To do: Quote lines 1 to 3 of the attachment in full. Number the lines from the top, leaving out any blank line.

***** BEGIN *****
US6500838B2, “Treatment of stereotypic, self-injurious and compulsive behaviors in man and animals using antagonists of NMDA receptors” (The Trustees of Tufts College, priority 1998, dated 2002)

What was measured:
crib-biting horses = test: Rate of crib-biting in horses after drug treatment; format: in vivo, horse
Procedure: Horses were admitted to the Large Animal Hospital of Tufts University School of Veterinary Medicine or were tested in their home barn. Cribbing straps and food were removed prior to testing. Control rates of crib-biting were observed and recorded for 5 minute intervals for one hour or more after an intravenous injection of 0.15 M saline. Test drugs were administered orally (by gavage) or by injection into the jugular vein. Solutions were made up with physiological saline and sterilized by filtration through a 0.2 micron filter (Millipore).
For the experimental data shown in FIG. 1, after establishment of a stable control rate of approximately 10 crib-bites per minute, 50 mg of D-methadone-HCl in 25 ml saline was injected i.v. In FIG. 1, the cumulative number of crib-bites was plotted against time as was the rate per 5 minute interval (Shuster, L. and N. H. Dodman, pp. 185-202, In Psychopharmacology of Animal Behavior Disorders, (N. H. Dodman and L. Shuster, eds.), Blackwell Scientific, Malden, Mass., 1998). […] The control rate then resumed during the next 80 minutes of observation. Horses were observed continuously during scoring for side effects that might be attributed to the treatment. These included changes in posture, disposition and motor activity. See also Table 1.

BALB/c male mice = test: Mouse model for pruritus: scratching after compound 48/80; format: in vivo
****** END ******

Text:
US6500838B2, “Treatment of stereotypic, self-injurious and compulsive behaviors in man and animals using antagonists of NMDA receptors” (The Trustees of Tufts College, priority 1998, dated 2002)

What was measured:
crib-biting horses = test: Rate of crib-biting in horses after drug treatment; format: in vivo, horse